Death Sentences

3 Mins read

death_sentencesEdited by Otto Penzler — While crime fiction may be the biggest seller by genre, the dedicated crime bookshop has become an endangered species. In his introduction to this excellent anthology, Ian Rankin recalls his US book tours of the late 80s, a time when many American towns were home to an independent bookshop specialising in hardboiled crime, pulp paperbacks and new titles from rising stars. Now those stores have largely disappeared. Murder One, author Maxim Jakubowski’s bookshop on London’s Charing Cross Road, was my destination for a crime fix until it closed in 2009.

Death Sentences is an anthology in celebration of the physical book from one of the few surviving retail specialists: New York’s Mysterious Bookshop, run by crime expert and editor Otto Penzler since 1979. Penzler has persuaded major authors to write novellas for the store’s Bibliomysteries series and now 15 of these tales, in which books play a key role in the crime, have been bundled together. Of course, authors are often book lovers themselves and that shines through in these stories.

Jeffery Deaver starts the anthology in explosive style with An Acceptable Sacrifice, a suspenseful and cunning story about assassins aiming to take out a Mexican cartel kingpin who’s planning to attack a bus full of tourists. He’s well protected but a weakness for first editions – his latest purchase is Dickens’s The Old Curiosity Shop – could make this crime boss drop his guard. In fact, when we see him proudly showing off his library we begin to doubt his guilt. Could a book lover really be a cold-blooded mass murderer? It’s a masterful story that plays on our preconceptions of the civilised bibliophile, and Deaver withholds just enough detail to keep you in thrall to his ingenious plotting.

Laura Lippman’s The Book Thing, featuring the author’s familiar private investigator Tess Monaghan, is a more humdrum mystery but it’s possibly my favourite in this collection. Volumes are being stolen from a children’s bookshop in North Baltimore, so Tess offers to help the harrassed owner. The PI wants the store to survive so that her young daughter will be able grow up with this bookshop. Her surveillance eventually leads her to the book thief in a case that’s a lot less perilous than an episode of Baltimore-based crime drama The Wire, but just as compelling. There are literary nods to classics such as To Kill a Mockingbird and a keen insight into the work of booksellers and a unique book charity.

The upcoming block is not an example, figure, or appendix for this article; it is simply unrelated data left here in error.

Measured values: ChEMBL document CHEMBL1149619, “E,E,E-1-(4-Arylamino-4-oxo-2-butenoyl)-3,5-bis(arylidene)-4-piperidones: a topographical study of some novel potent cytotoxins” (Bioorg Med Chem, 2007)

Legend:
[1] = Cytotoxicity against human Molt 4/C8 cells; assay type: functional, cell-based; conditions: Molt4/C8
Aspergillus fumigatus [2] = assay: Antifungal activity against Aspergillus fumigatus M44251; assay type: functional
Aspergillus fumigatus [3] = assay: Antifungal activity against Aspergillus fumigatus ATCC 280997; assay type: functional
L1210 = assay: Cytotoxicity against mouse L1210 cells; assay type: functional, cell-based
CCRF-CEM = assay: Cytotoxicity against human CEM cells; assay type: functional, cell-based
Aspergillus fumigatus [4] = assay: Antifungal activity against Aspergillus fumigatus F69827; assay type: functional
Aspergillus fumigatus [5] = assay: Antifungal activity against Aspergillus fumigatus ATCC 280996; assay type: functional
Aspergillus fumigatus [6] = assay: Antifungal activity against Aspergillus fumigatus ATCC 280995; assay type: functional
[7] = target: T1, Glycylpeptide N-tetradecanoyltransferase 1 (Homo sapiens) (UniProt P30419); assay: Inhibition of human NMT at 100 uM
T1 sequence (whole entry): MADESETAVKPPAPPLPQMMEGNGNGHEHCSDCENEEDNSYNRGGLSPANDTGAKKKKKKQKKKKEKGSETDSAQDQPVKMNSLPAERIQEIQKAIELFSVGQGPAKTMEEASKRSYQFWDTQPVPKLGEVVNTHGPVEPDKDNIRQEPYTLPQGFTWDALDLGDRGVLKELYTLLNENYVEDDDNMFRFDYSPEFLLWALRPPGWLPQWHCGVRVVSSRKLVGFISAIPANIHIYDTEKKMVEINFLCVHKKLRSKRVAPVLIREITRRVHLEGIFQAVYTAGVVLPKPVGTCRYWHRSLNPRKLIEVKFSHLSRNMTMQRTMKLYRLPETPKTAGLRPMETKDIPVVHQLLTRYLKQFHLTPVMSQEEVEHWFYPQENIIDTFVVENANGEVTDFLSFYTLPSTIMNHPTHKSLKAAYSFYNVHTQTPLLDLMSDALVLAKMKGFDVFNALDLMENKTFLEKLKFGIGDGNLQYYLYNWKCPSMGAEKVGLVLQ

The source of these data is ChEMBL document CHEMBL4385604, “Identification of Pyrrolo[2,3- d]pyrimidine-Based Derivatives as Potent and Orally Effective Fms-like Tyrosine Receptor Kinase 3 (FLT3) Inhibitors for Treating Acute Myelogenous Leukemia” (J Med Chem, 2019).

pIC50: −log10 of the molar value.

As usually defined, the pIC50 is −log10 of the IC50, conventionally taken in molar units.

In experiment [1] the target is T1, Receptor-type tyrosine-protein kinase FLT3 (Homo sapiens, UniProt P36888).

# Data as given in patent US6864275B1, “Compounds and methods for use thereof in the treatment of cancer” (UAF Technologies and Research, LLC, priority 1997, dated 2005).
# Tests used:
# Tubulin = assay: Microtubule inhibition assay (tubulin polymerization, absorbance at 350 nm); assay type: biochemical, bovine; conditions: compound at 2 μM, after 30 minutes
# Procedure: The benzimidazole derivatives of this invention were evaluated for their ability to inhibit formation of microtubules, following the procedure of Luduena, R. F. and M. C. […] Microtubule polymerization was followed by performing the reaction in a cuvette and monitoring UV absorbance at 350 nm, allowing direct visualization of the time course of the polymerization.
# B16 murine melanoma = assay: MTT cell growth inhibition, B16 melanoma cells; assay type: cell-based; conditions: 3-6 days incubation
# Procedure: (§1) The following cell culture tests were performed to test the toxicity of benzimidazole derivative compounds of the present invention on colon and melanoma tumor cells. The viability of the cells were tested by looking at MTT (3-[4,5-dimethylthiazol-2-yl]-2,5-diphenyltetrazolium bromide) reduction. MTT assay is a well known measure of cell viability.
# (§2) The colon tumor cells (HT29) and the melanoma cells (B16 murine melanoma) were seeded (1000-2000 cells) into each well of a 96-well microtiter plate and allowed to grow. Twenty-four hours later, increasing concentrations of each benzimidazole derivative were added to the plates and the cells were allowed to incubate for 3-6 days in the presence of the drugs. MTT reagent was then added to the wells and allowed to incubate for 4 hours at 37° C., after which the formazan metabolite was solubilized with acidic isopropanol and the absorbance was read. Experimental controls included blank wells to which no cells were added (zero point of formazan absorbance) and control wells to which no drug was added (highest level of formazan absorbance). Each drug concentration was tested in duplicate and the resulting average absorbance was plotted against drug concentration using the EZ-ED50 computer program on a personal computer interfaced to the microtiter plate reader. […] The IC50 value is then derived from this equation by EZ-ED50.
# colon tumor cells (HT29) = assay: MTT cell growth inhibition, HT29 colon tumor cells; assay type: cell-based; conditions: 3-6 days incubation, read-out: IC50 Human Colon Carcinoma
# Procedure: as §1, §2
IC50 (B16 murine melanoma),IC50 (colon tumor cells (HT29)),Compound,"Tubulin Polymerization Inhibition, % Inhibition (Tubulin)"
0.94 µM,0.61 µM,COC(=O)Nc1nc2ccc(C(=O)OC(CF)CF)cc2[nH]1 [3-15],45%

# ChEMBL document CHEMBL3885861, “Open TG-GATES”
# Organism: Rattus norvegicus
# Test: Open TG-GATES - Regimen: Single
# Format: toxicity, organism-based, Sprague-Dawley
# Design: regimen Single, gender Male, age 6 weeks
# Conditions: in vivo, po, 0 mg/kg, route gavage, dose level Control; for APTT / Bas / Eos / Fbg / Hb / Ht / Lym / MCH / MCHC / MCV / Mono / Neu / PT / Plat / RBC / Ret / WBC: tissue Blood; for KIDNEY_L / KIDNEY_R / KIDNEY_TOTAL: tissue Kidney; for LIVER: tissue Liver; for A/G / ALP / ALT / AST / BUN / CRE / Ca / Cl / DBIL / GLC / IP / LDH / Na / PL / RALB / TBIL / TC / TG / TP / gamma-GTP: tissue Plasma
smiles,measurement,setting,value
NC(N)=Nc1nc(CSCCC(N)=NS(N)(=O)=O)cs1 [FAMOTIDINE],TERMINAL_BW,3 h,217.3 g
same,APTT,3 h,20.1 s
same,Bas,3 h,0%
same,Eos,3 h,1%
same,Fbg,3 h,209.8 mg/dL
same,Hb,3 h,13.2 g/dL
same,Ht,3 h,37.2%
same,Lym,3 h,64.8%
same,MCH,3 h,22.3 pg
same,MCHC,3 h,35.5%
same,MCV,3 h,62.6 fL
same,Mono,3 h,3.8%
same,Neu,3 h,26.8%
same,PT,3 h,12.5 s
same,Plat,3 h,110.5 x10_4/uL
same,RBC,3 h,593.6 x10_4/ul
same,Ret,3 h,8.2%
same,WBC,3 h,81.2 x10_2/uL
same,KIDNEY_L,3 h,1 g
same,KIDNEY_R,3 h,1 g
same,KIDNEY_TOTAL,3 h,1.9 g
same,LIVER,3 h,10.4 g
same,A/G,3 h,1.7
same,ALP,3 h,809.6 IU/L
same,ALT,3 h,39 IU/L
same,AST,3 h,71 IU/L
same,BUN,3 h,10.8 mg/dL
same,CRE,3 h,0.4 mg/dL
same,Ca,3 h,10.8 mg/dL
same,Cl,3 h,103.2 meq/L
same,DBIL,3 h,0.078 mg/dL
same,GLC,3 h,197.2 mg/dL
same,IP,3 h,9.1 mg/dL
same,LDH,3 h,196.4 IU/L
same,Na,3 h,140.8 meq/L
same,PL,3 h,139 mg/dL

A few of these stories combine the idea of dangerous books with the history of Nazi Germany, and CJ Box’s Pronghorns of the Third Reich is the best of them. In the present day, a lawyer is snatched by a disgruntled criminal who wants his help in stealing a valuable book collection. But their snowbound trek into Wyoming ends as horribly as a Coen Brothers movie. The story was inspired by the real-life case of a rancher who, in 1936, rounded up pronghorn antelope fawns and sent a delivery to the Berlin Zoo by the German Hindenburg airship.

John Connolly’s The Caxton Lending Library & Book Depository is another standout in this collection. Its protagonist is such a devoted reader that he becomes a custodian of literary characters including Sherlock Holmes, Anna Karenina and even Count Dracula. Connolly’s created a magical story that has more in common with fabulist Neil Gaiman than the average crime writer. It’s a mysterious and imaginative novella you’ll want to go back and read again.

Andrew Taylor’s setting for The Long Sonata of the Dead is the London Library, where a literary and romantic rivalry plays out amid the book stacks in this deliciously devious story. In stories by both Nelson DeMille and Columbo co-creator William Link, the crimes take place in a bookshop – and bookcases become murder weapons.

The bookish theme is a perfect fit for a crime anthology: a book can be a mysterious MacGuffin, a repository of secrets or a sought-after object of high value. Fortunately, Death Sentences can be acquired at a bargain price as an eBook – though it’s well worth splashing out on the real thing for your bookshelf.

Head of Zeus

CFL Rating: 5 Stars

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